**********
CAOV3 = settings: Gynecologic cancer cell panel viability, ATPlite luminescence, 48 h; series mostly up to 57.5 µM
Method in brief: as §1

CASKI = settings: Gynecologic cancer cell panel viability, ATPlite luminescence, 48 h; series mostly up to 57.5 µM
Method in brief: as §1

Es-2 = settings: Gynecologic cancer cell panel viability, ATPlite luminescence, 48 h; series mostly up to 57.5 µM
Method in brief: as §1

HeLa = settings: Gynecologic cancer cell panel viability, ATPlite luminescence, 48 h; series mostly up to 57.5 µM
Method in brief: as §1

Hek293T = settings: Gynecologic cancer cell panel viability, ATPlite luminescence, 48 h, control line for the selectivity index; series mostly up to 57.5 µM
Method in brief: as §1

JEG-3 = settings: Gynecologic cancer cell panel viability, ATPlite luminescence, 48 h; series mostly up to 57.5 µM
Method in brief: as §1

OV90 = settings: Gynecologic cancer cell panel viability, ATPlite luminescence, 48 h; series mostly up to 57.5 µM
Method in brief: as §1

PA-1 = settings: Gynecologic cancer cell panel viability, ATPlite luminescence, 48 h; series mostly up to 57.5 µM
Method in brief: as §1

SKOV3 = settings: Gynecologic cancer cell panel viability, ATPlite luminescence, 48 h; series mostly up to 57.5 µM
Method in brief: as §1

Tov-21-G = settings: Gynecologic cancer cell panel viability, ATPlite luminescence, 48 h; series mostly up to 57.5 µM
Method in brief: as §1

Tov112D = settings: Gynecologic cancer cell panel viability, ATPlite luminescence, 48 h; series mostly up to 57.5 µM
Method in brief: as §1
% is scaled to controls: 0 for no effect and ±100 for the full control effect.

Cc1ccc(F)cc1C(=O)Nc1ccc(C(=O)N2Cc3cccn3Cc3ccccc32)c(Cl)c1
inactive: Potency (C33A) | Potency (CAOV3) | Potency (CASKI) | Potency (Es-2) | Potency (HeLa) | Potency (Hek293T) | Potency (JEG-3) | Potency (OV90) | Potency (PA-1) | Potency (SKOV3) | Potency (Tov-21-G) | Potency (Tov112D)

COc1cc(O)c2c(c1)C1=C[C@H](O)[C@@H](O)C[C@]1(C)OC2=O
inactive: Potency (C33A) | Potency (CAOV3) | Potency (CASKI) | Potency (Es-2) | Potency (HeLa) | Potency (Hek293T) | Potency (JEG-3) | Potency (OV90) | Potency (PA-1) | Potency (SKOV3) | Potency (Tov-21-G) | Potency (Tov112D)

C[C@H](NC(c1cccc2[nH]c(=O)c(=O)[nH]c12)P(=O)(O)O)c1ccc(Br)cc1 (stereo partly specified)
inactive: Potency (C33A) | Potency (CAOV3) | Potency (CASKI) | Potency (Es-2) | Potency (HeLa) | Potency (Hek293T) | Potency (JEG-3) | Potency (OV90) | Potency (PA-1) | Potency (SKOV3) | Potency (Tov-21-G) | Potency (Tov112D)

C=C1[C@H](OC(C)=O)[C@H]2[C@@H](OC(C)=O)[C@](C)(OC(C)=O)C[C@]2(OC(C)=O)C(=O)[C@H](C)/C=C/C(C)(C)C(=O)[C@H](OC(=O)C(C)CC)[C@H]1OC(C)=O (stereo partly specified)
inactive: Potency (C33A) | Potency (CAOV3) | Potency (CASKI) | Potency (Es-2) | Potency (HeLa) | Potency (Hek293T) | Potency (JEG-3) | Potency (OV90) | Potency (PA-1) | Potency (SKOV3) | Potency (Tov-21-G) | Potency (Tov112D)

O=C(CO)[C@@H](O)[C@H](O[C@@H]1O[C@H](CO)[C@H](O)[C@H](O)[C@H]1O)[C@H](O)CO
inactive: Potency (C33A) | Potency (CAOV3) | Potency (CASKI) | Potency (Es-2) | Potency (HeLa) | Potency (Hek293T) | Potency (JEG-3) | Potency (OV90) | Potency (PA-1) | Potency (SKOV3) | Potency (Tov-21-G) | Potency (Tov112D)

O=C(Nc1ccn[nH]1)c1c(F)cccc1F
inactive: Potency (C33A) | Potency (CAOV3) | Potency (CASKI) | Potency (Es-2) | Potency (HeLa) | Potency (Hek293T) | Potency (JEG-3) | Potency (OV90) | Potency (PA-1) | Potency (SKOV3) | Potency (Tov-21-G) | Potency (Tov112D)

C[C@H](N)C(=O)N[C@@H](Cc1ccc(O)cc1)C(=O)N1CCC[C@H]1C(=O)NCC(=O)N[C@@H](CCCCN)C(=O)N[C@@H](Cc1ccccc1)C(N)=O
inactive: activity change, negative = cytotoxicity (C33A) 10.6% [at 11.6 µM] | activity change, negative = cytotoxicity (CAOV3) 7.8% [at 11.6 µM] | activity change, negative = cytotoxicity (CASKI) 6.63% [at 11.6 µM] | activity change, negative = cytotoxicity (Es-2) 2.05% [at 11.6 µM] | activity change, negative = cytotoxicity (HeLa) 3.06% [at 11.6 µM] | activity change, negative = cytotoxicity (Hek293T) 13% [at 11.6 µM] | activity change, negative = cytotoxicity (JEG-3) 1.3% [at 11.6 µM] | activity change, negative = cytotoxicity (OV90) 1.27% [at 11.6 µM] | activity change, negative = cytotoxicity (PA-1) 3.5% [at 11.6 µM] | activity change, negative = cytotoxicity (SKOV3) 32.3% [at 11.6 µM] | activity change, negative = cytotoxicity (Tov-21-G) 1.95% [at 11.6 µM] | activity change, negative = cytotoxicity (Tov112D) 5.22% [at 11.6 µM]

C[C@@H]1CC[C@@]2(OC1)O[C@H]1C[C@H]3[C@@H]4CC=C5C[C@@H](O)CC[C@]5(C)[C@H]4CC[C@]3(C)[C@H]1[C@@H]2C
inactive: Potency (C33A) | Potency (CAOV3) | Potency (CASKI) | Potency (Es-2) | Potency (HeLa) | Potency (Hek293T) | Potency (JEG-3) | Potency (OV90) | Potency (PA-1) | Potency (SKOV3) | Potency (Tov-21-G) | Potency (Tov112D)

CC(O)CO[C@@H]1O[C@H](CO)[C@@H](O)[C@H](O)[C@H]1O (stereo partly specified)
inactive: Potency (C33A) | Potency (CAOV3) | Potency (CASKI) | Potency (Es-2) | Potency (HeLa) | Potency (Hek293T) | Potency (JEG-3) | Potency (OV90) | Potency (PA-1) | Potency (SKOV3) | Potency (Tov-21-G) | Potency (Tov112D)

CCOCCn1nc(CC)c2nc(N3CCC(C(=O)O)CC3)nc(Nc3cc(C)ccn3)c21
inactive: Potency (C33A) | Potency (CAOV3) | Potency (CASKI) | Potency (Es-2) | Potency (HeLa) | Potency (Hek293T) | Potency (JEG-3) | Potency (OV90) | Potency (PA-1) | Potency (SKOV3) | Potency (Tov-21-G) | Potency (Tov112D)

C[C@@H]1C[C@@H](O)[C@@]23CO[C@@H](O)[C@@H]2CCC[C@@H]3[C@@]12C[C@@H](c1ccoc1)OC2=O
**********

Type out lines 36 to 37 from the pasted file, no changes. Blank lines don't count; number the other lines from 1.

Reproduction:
C[C@H](N)C(=O)N[C@@H](Cc1ccc(O)cc1)C(=O)N1CCC[C@H]1C(=O)NCC(=O)N[C@@H](CCCCN)C(=O)N[C@@H](Cc1ccccc1)C(N)=O
inactive: activity change, negative = cytotoxicity (C33A) 10.6% [at 11.6 µM] | activity change, negative = cytotoxicity (CAOV3) 7.8% [at 11.6 µM] | activity change, negative = cytotoxicity (CASKI) 6.63% [at 11.6 µM] | activity change, negative = cytotoxicity (Es-2) 2.05% [at 11.6 µM] | activity change, negative = cytotoxicity (HeLa) 3.06% [at 11.6 µM] | activity change, negative = cytotoxicity (Hek293T) 13% [at 11.6 µM] | activity change, negative = cytotoxicity (JEG-3) 1.3% [at 11.6 µM] | activity change, negative = cytotoxicity (OV90) 1.27% [at 11.6 µM] | activity change, negative = cytotoxicity (PA-1) 3.5% [at 11.6 µM] | activity change, negative = cytotoxicity (SKOV3) 32.3% [at 11.6 µM] | activity change, negative = cytotoxicity (Tov-21-G) 1.95% [at 11.6 µM] | activity change, negative = cytotoxicity (Tov112D) 5.22% [at 11.6 µM]